Major parts of Khyber Pakhtunkhwa (KP) and Punjab had to face a power blackout due to complications at the Guddu-Muzaffargarh power line, which in turn created problems for the Tarbela and Guddu power stations. This electricity breakdown was able to push the already agitated and charged masses of Pakistan, right before the elections. This power blackout created difficulties for people who could not go about carrying their daily businesses.

The power crisis is one of Pakistan’s most inherent problems, which every new government promises to do away with. However lack of planning and investment pushes the agenda way back on the list of priorities. Electricity has become an important need for people in their every day life. This blackout was able to bring everything to a halt, especially in areas facing a rise in temperature. The operations at the Islamabad International Airport and Benazir Bhutto Hospital came to a halt because the generators also stopped working.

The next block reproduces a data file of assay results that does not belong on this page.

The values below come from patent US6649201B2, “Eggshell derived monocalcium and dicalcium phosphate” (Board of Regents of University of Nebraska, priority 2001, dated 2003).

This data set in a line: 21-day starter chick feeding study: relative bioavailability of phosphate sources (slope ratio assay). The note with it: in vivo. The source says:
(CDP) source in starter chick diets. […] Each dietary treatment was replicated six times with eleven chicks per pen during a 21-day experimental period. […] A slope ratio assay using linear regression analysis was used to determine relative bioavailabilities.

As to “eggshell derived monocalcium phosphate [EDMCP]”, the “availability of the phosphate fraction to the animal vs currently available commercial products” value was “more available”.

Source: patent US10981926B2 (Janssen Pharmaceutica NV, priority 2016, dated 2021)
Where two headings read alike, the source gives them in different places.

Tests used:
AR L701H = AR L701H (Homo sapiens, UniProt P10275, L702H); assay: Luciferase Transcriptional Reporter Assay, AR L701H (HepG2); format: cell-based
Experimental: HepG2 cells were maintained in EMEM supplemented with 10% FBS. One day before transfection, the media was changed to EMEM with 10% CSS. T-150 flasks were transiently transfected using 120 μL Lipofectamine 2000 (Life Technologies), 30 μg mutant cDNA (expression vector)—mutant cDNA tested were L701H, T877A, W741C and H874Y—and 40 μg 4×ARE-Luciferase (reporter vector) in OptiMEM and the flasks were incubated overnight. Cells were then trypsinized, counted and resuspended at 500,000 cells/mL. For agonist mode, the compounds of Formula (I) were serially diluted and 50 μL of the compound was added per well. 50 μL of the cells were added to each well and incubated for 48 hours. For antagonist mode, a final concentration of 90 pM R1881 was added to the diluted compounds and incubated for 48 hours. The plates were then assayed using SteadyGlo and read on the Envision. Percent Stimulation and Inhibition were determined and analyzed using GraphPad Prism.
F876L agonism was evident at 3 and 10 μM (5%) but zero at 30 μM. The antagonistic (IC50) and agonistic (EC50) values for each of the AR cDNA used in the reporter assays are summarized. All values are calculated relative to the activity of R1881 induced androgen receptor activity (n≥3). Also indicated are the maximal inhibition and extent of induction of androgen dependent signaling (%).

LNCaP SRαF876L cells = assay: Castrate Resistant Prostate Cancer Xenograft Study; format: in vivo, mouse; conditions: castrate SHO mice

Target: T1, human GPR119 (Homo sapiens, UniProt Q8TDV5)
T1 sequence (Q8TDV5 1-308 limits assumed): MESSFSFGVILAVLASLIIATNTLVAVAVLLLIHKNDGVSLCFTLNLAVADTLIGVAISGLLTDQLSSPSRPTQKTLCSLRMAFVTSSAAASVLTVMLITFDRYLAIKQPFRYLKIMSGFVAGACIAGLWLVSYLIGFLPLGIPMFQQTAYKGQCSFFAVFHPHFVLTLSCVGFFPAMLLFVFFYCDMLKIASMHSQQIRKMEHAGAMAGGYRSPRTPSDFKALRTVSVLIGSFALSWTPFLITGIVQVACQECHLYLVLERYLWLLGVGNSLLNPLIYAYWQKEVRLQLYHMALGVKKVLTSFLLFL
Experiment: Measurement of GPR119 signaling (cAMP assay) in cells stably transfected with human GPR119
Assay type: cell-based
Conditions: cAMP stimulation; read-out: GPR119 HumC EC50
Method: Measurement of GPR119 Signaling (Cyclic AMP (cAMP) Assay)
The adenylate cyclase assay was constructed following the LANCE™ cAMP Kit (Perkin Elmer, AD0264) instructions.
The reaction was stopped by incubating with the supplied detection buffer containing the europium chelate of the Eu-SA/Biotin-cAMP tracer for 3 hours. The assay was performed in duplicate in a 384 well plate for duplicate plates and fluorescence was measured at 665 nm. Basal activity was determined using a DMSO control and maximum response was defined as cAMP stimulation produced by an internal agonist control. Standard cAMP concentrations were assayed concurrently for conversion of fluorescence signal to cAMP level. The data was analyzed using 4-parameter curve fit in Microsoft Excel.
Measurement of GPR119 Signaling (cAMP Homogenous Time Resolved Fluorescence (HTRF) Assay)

Such a scenario further frustrates the already alienated population and they took to social media to express their anger at the situation. The temperature will be rising in the coming days, along with the fact that it is going to be the month of Ramzan. The guarantee of no load shedding is very important at this point, especially for the leaders in government. However the fact that the government was not able to address the problem in the last five years is a reflection of how well the problem will be managed this time.

There was no update on how long the outage would continue for and the citizens had to just wait for the power to come back to get back to their daily business. Such mismanagement of the issue only reflects on the management skills of the administration and the lack of interest in addressing problems that make it very difficult to survive in the summers and winters in this country.

Yesterday’s episode was just a minor reflection of how poorly managed the situation is. The coming months are going to be a test, not just for the government but also the people; who would have to endure the result of misplaced priorities.